My teaching philosophy is to use the topic or content of every course as a means for teaching students critical thinking and communication skills. While every course has specific terms, ideas, history, or knowledge that students need to learn, the larger goal of my courses is not the consumption of this content but using that content to write, read, ask questions, and analyze. I approach my teaching with this emphasis on skills because I believe it prepares students for life after graduation, when they will need to be able to learn quickly, master new information, and communicate clearly. My emphasis on teaching skills means that I do not see working with technology in the classroom as an extra add-on on top of the “real work” in the classroom. Rather, as should be clear, keeping abreast of new social media and communication tools, and integrating them into courses alongside writing essays and reading books, is simply what I consider the work of a professor to be. Aiming for the critical and self-conscious use of technology and communicative tools—whether that is the alphabet or computer code— is the goal for all of my classes.
Distinguished Teaching Fellow, 2018-2021
Bryan Koronkiewicz is and Assistant Professor of Spanish Linguistics. As the Spanish Language Program Director, he teaches a graduate teaching methods course every year. His other courses run the gamut from first-year language courses to graduate-level linguistics courses. His specific course topics center on bilingualism, including code-switching and language acquisition, as well as syntax.
My approach to teaching directly mirrors my understanding of language—learning is doing. As such, I always try to enhance learning opportunities by taking concepts from class and making them concrete through creative, experiential activities. Many topics within the world of language and linguistics are not immediately tangible to students, so thespecific application of the concepts can be crucial. For example, within my teaching methods course, an activity I have implemented entails fully immersing students in an introduction to Basque (an isolate language from northern Spain). The specific goal of the activity is to have them learn basic vocabulary items such as colors and numbers, as well as basic sentence structure, allowing them to eventually create novel sentences entirely in the target language—a language they have never been exposed to before. The broader consequence of such an activity is to provide a solid understanding of what it means to experience communicative language teaching in action. The intangible concepts of implicit language learning are made real in front of their eyes.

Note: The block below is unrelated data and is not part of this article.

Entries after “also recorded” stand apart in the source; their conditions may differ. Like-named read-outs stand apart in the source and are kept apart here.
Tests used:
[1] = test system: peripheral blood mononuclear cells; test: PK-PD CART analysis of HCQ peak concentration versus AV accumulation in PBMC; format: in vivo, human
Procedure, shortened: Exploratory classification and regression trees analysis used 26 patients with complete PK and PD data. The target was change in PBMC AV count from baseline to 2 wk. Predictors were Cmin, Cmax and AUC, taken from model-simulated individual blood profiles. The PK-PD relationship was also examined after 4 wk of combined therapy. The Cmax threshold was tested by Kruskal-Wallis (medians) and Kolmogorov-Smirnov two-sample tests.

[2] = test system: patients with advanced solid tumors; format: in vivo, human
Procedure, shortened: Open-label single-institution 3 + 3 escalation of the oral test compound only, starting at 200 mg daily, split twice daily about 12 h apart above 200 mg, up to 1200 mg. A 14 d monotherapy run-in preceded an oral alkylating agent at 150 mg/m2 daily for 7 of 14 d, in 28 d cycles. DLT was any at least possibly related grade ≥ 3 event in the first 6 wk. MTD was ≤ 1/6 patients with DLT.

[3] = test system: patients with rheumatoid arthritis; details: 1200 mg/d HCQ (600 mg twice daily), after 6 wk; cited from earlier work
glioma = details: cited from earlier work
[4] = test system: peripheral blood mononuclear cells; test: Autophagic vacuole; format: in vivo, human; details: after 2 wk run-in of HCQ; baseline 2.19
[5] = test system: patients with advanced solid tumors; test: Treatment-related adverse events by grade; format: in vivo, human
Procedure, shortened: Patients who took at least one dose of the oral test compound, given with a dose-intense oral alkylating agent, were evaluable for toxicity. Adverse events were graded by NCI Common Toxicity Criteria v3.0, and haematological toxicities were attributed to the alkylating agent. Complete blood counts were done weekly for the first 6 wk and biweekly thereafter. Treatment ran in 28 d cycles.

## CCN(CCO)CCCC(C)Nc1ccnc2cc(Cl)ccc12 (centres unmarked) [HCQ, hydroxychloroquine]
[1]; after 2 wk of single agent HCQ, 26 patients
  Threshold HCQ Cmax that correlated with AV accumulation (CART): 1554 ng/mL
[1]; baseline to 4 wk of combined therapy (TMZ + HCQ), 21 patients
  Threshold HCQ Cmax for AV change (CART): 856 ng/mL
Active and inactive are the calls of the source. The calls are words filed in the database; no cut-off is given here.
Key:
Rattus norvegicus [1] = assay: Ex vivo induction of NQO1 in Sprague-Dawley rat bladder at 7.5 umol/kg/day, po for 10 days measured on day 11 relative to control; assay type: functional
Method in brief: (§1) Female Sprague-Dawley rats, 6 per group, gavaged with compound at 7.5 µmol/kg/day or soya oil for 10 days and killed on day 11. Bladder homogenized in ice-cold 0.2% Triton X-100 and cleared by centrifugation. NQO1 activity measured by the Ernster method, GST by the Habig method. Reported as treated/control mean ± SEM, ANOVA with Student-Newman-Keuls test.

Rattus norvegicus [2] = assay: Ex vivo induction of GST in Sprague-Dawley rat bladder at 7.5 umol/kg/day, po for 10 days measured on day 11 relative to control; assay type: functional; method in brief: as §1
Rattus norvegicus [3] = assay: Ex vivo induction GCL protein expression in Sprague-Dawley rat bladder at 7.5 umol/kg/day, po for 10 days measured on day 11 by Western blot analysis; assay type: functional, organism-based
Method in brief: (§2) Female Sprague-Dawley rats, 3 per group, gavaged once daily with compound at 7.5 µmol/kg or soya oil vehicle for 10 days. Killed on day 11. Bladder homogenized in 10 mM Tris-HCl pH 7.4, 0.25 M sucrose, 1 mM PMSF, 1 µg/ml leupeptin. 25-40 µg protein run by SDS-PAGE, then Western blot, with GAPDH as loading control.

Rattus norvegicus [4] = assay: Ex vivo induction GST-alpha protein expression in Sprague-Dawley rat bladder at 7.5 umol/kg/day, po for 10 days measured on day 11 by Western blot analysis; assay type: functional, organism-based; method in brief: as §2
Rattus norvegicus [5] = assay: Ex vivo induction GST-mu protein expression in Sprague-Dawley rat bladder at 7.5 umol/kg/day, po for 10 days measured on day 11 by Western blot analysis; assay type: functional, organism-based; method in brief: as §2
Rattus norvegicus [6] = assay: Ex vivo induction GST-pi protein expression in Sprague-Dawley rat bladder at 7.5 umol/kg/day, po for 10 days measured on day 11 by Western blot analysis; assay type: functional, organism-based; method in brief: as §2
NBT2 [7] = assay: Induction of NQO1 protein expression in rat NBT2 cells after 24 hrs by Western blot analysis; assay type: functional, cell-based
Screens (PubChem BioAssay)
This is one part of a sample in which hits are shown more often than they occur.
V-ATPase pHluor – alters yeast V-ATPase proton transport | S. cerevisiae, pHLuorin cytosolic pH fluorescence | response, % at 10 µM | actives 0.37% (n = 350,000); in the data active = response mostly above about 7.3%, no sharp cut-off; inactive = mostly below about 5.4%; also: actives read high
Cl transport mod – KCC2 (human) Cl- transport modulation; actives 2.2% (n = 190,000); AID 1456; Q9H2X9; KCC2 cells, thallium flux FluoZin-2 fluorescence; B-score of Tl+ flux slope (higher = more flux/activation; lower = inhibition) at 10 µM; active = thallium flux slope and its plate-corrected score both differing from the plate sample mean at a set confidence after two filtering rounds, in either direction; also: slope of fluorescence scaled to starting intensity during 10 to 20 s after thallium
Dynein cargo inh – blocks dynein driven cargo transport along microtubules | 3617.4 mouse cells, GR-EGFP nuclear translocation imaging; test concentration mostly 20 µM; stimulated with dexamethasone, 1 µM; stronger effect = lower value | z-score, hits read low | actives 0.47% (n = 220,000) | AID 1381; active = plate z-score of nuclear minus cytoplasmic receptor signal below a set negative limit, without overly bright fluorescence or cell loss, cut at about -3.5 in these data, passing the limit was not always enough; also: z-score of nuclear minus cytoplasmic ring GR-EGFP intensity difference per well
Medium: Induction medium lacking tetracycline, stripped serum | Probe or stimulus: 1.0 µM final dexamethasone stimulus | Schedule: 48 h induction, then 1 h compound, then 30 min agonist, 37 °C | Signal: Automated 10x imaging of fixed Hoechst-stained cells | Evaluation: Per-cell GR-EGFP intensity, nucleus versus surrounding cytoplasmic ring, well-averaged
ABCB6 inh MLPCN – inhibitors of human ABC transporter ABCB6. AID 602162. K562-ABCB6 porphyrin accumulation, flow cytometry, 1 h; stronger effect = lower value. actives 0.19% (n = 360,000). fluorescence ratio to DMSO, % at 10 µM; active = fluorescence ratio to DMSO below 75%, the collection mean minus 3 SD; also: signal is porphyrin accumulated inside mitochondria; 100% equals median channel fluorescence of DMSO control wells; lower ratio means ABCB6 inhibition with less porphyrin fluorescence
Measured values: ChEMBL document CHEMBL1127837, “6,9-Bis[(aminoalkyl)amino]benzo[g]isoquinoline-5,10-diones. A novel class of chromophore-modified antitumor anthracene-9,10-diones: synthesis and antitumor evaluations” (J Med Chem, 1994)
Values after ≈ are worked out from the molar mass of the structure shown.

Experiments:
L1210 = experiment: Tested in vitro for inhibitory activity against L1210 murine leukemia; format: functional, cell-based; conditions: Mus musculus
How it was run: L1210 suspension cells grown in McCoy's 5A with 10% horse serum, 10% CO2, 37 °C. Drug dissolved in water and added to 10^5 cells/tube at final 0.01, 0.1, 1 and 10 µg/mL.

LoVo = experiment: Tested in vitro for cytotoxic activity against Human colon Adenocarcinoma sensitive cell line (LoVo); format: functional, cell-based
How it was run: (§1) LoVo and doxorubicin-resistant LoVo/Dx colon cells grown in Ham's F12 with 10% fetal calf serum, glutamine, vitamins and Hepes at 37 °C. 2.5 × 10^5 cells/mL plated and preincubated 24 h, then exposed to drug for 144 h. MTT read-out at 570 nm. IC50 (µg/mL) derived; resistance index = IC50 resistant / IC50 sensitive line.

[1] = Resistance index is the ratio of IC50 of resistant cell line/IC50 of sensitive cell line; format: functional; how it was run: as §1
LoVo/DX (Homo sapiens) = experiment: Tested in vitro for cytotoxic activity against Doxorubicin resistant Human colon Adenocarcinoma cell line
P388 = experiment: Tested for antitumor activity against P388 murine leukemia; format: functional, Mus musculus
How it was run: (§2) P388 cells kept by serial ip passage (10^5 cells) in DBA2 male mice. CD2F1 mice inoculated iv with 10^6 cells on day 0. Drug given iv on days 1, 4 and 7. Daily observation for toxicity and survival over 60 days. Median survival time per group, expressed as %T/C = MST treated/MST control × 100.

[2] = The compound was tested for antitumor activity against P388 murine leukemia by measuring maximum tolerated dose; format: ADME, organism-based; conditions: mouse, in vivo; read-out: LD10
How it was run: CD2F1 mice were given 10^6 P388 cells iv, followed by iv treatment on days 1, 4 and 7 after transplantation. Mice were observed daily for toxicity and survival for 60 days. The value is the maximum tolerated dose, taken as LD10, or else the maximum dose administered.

Distinguished Teaching Fellow, 2018-2021
John Miller is assistant professor (NTRC) in UA’s New College Program, where students design Interdisciplinary Studies majors with assistance from faculty advisors. Miller’s research areas include Legal Studies and Interdisciplinary Education. He teaches courses on American Law, Creativity, and the Humanities in which he encourages students to leverage their own interests and experiences to gain subject matter mastery.
What we do in the classroom affects the world into which students graduate. Increasingly I see accounts, like the recent article in Psychology Today, decrying a general decline in problem-solving skills, attributed by many to high-stakes testing. And on the more scholarly side, champions of Liberal Arts education like Martha Nussbaum warn against skills-based educations turning graduates into “useful profit-makers with obtuse imaginations” unable to critique authority.* Between these two narratives, I see the debt contemporary education owes pioneers of democratic, engaged teaching like John Dewey and Paulo Freire. As a consequence, I frame my duty to students not just as imparting the best information I can, but also as equipping those students to see how actively participating in their educations empowers them.
*Nussbaum, Martha. “Political Soul-making and the Imminent Demise of Liberal Education.” Journal of Social Philosophy, Vol. 37.2, (2006): 301-313.
Distinguished Teaching Fellow, 2017-2020
Carol Duffy is an associate professor in the Department of Biological Sciences. She is a virologist whose research focuses on elucidating the molecular biology of herpesvirus replication as well as understanding the roles herpesviruses play in chronic illnesses. Duffy teaches courses in virology and molecular biology where she shares her passion for the intricate cellular mechanisms that underlie health and disease.